Simian Mobile Disco - Whorl

by Brian Lange. Rating:9 Release Date:2014-09-08

I could have sworn I was listening to some sort of mix of Aphex Twin’s Analord and Selected Ambient Works Volume II when I popped this record on for the first time. This is a much, much more subdued Simian than most of us are used to.

Its simplicity and minimalist approach stems from the fact that on April 26, 2014, Simian Mobile Disco announced they would be recording their latest record at an intimate show near Joshua Tree National Park. SMD members James Ford and Jas Shaw would perform using only one synthesizer and one sequencer each. The recordings would later be polished in the studio and would eventually become Whorl. 

In addition to resembling Richard D James' more ambient works and planetarium music, there seems to be a resonating 90s trance influence. Again, I really have to emphasize how different this record is compared to earlier Simian material.

All the tracks are free of lyrics or any sort of spoken audio samples. With a sparse approach to the music, and minimal instruments, this work is unlike any other material in Simian’s catalogue. If you’ve ever needed a soundtrack for astronauts working on satellites in orbit, this is it.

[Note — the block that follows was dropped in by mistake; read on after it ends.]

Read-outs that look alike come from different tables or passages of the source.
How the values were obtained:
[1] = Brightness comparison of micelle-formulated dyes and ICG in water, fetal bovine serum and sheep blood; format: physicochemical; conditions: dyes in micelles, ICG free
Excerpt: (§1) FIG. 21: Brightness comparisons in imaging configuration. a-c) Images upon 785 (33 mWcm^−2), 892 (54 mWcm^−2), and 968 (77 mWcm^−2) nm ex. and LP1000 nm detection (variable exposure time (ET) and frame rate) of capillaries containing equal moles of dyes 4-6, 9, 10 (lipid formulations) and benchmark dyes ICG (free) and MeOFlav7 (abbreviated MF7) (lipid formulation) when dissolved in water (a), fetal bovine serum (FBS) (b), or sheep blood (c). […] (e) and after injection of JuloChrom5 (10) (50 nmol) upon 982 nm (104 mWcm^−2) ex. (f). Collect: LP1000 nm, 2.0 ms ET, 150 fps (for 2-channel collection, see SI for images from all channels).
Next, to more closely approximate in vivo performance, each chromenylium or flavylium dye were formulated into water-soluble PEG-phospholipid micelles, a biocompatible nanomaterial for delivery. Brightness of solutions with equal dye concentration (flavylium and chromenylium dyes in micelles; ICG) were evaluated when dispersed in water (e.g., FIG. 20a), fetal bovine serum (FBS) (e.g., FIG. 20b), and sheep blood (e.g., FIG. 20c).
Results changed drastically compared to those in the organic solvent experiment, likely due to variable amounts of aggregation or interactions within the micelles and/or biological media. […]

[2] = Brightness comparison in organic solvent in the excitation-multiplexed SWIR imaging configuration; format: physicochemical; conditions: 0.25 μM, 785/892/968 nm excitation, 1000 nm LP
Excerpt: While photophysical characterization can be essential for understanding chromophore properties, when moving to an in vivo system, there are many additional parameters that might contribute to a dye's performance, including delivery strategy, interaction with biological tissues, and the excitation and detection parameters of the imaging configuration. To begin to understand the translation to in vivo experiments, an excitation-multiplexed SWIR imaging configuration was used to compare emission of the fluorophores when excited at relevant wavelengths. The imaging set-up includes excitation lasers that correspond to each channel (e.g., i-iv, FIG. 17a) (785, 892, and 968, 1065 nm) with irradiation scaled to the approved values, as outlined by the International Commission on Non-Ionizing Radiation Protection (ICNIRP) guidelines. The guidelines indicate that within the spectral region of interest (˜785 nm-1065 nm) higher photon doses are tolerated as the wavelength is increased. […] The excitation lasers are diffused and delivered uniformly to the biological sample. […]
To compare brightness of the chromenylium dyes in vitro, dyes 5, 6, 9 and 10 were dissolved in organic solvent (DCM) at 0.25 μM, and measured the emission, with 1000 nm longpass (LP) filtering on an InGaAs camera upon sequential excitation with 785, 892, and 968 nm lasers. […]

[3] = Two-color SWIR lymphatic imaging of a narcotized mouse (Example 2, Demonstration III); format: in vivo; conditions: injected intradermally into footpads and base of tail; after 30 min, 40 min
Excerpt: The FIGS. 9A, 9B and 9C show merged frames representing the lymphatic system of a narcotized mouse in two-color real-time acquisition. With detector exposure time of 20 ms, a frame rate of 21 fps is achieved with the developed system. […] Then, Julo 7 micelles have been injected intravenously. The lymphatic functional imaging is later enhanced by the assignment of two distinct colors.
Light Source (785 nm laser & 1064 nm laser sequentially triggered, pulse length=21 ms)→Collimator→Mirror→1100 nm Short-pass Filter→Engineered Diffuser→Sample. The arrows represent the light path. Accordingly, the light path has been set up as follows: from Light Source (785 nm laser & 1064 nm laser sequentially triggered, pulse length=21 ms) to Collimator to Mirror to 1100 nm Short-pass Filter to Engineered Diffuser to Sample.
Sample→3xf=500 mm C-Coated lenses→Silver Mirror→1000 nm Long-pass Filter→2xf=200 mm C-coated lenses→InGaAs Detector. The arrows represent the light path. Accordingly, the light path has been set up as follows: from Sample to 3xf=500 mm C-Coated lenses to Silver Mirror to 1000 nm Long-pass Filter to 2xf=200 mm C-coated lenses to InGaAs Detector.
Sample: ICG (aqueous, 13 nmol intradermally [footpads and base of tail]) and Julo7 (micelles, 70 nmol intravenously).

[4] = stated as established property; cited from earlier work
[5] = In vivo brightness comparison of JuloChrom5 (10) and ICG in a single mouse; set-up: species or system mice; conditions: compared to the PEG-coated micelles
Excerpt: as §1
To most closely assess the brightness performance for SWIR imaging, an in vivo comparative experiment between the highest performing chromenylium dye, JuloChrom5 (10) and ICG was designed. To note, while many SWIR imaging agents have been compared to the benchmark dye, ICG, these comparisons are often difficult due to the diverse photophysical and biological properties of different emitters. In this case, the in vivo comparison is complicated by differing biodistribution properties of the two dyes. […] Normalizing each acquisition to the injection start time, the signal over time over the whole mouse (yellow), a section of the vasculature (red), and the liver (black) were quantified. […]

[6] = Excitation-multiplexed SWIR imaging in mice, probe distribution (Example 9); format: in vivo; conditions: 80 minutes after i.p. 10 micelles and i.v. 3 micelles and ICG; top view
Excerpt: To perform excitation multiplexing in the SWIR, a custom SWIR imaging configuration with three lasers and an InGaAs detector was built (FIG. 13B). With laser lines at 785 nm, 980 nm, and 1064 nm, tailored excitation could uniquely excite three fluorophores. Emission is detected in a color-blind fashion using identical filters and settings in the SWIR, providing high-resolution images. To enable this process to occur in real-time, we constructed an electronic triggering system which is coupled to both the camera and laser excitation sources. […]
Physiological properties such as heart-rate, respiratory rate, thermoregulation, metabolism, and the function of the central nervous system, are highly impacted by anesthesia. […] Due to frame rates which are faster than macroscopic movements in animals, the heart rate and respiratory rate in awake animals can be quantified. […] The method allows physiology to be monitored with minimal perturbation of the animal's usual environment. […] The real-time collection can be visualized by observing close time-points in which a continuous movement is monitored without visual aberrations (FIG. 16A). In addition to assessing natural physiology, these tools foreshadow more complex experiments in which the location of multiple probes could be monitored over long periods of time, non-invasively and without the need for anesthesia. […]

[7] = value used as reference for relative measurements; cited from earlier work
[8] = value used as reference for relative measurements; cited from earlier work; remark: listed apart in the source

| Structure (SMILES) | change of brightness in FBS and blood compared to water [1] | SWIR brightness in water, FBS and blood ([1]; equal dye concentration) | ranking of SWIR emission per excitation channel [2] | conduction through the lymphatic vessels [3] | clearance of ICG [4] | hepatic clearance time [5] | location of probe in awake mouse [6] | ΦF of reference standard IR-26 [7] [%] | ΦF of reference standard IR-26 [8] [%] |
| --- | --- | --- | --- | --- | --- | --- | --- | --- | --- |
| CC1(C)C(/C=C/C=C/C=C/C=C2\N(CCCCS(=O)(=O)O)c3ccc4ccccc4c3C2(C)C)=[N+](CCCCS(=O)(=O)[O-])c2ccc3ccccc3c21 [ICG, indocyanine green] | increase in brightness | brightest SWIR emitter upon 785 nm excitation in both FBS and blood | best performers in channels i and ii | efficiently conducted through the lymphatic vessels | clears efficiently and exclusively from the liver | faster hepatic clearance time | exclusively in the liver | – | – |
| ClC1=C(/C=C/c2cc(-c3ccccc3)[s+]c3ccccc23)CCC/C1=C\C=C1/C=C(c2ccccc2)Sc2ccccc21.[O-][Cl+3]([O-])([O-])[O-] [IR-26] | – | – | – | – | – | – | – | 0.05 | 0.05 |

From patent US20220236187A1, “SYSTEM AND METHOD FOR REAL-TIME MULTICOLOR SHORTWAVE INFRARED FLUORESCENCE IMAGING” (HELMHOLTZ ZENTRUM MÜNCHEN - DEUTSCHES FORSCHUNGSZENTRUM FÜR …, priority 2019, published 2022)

Witnessing this performance at Joshua Tree would certainly have been a transcendental experience. It is fitting that this record stemmed from a live show. Immediately, you get a sense of atmosphere, the calmness of a cool spring night with the celestial bodies in view. It doesn’t go as far as the type of thing you’d hear at the planetarium or while watching a documentary about supernovas and black holes, but it’s not that far off. 

Whorl will undoubtedly deter some Simian fans; maybe it will gain some others. The fact it is not even recognizable as an SMD record speaks to the content. I don’t expect this to be the new direction of the duo, as it is likely a one-off. But it is a grand one, and worth purchasing. 

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